Labneh, an Arab Cheese Conquering Brazil

    A cheese with a particular taste, similar to ricotta, but slightly more tart, is conquering Brazilian consumers. It is the labneh, known in Brazil as chancliche.

    The recipe came from the Middle East and landed in the country at the end of the nineteenth century with the Arab immigrants. It travelled and travelled and ended up in the city of Guaxupé, in the interior of the state of Minas Gerais in the Southeast region of Brazil, where Arab surnames are common in the streets and squares.


    There, since 1989, the cheese is produced in industrial scale by the businessman Antônio Carlos Lima Ribeiro, owner of the dairy Laticí­nios President.


    The business started on chance. Ribeiro married Carmen, who had Lebanese ascendance and kept the secret of the cheese in the family.


    “Her grandmother (Angelina Sabbag) was the one who taught her the recipe, made from curd base,” tells the businessman who, before the dairy, farmed dairy cattle with his brothers and produced about 2,000 liters of milk per day.


    After some talks, the two families joined their talents and, at the end of the 1980s, Carmen and Ribeiro decided to invest in the new business: to produce labneh.


    The first step was to register the name chancliche, “which soon became the synonym to Arab cheese in Brazil,” says Ribeiro. The beginning was modest, with home production: about 15,000 units of chese per month.


    Time passed and the company grew, the packaging was perfected and they invested in the distribution sector. The recipe, of course, always stayed the same, emphasising the quality of the product. “One of the reasons the business was successful,” states the entrepreneur.


    Currently, the dairy employs 18 workers, the monthly production is of 60,000 units of the cheese. Everything is coordinated, from up close, by Ribeiro, Carmen and the couple’s four sons.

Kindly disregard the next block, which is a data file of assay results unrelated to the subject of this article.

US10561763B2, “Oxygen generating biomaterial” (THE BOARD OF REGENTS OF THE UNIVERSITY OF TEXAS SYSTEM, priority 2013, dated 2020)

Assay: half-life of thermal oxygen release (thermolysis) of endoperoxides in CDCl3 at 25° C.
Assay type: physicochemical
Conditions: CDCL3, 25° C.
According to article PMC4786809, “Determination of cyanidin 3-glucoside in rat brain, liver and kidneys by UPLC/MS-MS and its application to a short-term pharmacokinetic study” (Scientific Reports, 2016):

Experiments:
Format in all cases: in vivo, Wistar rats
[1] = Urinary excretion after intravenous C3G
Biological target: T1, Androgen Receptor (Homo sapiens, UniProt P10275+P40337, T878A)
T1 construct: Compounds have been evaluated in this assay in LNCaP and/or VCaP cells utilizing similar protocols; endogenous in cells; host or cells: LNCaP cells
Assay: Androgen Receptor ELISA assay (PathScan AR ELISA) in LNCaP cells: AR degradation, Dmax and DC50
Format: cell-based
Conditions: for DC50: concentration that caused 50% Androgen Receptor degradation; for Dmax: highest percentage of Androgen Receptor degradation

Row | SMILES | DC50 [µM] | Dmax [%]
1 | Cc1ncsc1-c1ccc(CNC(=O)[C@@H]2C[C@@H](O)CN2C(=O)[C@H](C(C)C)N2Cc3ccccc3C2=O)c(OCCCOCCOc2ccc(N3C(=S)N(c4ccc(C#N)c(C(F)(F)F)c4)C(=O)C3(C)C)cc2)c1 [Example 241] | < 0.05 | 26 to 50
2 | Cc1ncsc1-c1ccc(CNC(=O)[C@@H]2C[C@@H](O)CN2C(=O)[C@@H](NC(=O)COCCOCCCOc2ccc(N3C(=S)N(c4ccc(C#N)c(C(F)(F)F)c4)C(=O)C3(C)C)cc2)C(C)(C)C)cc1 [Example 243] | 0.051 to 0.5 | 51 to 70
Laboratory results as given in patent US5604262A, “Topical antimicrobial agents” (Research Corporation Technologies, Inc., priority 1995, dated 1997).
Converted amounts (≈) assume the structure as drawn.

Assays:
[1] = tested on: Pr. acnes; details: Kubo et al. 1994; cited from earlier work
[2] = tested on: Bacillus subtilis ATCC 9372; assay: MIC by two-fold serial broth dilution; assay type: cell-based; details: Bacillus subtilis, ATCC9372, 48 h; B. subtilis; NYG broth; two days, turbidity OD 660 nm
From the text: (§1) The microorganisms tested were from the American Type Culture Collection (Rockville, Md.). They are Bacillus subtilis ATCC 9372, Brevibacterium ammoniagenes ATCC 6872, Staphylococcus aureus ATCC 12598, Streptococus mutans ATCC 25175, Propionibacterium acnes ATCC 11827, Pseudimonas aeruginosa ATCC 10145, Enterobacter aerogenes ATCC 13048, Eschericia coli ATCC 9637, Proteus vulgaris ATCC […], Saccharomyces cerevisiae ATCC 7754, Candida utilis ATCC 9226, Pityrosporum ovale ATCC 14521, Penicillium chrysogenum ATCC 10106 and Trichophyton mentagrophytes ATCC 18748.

To supply the factory, about 100,000 liters of milk are industrialized per month. The suppliers are from Guaxupé and the neighboring regions. Ribeiro does not raise cattle anymore.


    The production is directed mainly to the São Paulo market, “but the product is in almost all Brazilian states,” affirms Ribeiro. There are about 800 points of sale spread across the country, amongst them, stores from the main retailers in Brazil, such as the Pão de Açúcar and the Carrefour. Some restaurants specialized in Mediterranean food also buy the product from the dairy.


    The President Chancliche is found in individual packagings (flattened out little spheres) – of 135 grams – and in 400-gram glass jars. There are three varieties of the cheese: natural, wrapped in Calabrian pepper and also in zatar.


    As well as the particular taste, one of the chancliche’s characteristics is its cuisine versatility. “The cheese may be beaten with onions and olive oil, mixed with fine herbs, olives and eggs,” says Ribeiro. In this way it may be served with bread, like a spread. It may also be eaten with salads.


    According to Ribeiro, this year, the company is preparing for one more challenge. “We plan to export.” The first contacts with the Brazilian Export Promotion Agency (Apex) were made recently, through the Bank of Brazil. “We are waiting to take the next steps,” he stated.


    One thing is for certain, they will have to trade a great volume of cheese for the operation to be financially compensating.


    “The transportation costs, with refrigerated containers, for example, are high. It is not as simple as shipping products through the mail, but I am stubborn, I like challenges,” added Ribeiro.


    www.chancliche.com.br


    Translated by Silvia Lindsey
    ANBA – Brazil-Arab News Agency
    www.anba.com.br

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